There are life lessons that require us to experience different circumstances and environments. Without exposure to different lifestyles, norms and perspectives, we make assumptions about the world that are incomplete. It’s hard to “think outside the box” when you don’t know you’re in one.
After living in different high-population urban areas through childhood and my 20s, I moved to the true Midwest. A brief stint in Nebraska led to relationships and job opportunities that rooted me in North Dakota. I have nearly eight years of true Midwestern living under my belt, and with any luck, there are many more to come. This is now my home, and I reflect often on how it has changed me and my understanding of the world.
For those of you who have lived here for all or most of your lives, lessons I’ve learned here might seem obvious. What might be less obvious, though, is how folks can miss these lessons elsewhere. In today’s column, I’d like to share a bit about my experiences because I think they help lifelong North Dakotans learn about themselves.
In my experience, big-city folks gravitate more toward their same-age peers simply because they can. Millions of residents can easily segregate by age group. Our smaller populations, however, encourage intergenerational friendships. Indeed, intergenerational friendship is a cornerstone of many North Dakotans’ lives. Making friendships with those who are many years older or younger adds a layer of meaning to life -- a layer I hadn’t realized was missing.
Our smaller populations impact our relationships in other ways, too. In large urban areas, it’s easy to burn through friendships and replace friends regularly. It’s easy to see individuals as disposable when millions of people live nearby. There’s deep meaning in seeing the inherent value in every friend, neighbor and co-worker. In North Dakota, we can’t avoid each other so easily. Nurturing and maintaining relationships with those around us can teach us tolerance. We can’t just exclude or “cancel” folks we’ll interact with again and again. In my prior urban life, I didn’t even realize how replaceable people seemed to me. I also didn’t realize how that view of others stunted my own emotional growth. I’m grateful for lessons in approaching others in more accepting and patient ways, and I have Midwestern living to thank for that.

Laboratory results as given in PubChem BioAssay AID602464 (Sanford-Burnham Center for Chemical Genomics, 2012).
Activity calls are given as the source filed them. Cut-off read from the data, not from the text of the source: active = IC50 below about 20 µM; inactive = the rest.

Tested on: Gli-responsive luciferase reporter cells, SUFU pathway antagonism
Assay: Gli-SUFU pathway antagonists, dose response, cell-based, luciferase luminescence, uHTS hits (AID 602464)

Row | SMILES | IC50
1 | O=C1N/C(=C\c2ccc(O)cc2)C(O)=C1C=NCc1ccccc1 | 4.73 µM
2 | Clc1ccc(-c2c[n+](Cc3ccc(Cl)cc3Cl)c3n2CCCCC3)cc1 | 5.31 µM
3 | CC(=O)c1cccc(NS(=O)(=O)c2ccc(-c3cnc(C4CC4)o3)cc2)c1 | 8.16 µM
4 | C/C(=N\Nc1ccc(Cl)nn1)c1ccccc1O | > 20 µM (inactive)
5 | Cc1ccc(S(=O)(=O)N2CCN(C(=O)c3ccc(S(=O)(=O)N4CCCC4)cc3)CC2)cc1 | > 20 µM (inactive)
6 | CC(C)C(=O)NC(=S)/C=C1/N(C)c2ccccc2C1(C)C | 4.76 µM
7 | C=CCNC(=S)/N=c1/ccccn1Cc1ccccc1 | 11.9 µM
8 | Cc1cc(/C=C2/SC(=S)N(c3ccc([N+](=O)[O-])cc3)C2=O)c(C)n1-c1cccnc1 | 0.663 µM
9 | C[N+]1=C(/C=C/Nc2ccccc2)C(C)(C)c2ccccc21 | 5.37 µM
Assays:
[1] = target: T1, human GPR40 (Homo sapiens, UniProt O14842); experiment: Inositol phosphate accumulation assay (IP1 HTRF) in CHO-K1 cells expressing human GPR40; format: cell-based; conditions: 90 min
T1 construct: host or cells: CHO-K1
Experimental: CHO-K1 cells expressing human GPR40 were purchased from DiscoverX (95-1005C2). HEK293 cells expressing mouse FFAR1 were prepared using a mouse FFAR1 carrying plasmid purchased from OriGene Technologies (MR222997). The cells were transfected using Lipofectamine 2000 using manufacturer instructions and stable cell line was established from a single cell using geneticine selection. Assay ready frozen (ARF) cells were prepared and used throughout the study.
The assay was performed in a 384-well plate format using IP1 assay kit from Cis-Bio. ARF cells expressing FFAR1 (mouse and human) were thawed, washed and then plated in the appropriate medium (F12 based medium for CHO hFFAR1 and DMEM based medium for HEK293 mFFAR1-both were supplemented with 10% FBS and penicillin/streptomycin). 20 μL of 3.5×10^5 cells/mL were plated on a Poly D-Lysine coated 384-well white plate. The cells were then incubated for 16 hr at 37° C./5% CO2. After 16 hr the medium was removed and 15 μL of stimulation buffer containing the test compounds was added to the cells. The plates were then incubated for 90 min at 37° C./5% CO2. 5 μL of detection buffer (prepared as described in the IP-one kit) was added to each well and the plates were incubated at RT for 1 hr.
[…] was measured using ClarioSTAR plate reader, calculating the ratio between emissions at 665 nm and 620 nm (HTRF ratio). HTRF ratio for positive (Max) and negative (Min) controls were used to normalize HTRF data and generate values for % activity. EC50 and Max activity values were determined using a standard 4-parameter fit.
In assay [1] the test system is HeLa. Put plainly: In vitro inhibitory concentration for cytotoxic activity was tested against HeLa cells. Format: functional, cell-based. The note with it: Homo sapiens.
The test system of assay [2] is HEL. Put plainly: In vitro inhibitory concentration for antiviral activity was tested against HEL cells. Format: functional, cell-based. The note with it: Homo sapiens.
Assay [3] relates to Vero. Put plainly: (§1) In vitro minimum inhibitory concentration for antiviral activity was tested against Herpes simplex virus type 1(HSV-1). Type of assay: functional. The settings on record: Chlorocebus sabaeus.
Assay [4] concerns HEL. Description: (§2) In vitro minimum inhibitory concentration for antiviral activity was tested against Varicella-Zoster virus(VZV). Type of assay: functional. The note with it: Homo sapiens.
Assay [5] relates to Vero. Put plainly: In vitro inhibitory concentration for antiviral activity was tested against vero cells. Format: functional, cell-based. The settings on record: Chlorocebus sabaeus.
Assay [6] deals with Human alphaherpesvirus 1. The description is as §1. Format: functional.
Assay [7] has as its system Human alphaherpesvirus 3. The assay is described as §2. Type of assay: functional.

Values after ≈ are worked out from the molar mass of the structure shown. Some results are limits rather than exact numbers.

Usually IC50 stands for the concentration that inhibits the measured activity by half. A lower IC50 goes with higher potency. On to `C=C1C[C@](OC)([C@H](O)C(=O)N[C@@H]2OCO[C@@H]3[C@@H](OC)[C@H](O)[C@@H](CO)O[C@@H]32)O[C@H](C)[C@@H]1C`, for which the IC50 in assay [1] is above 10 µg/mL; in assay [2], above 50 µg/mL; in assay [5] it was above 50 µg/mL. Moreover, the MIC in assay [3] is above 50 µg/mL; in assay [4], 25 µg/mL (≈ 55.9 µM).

These insights about relationships are important and meaningful, but they have a difficult side as well. If investment in long-term social relationships is one side of a coin, the other side is how these forces can undermine courage and bravery. It’s meaningful to learn to coexist with community members even during disagreements. However, if we’re so afraid of disagreements because community members are inescapable, we’ll fail to show courage or bravery.
Communities lacking courageous and brave individuals do not evolve. If nobody speaks out when it’s time for us to change and adapt, our communities will stagnate. If nobody advocates for positive change due to fear of critique, our communities will slip into irrelevance in the 21st century. The strong social ties of North Dakotans make our communities strong, but they can also sometimes make us feel trapped. It’s hard to speak openly about changes we must embrace when we care so much about what others think of us.
We can find a way to cherish our relationships while still being brave enough to say what needs to be said. We need to nourish courage in each other, because often enough, politely keeping the peace is holding us back. We can, and should, normalize acceptance and inclusion of our neighbors while not silencing ourselves. A brave way forward is possible; let’s blaze that trail together.
Ellie Shockley is a political psychologist, social scientist and education researcher. This column represents her personal views and not the views of any organization. She completed a doctorate at the University of Chicago and postdoctorate at Nebraska. She lives in Mandan. Find her past columns at EllieShockley.com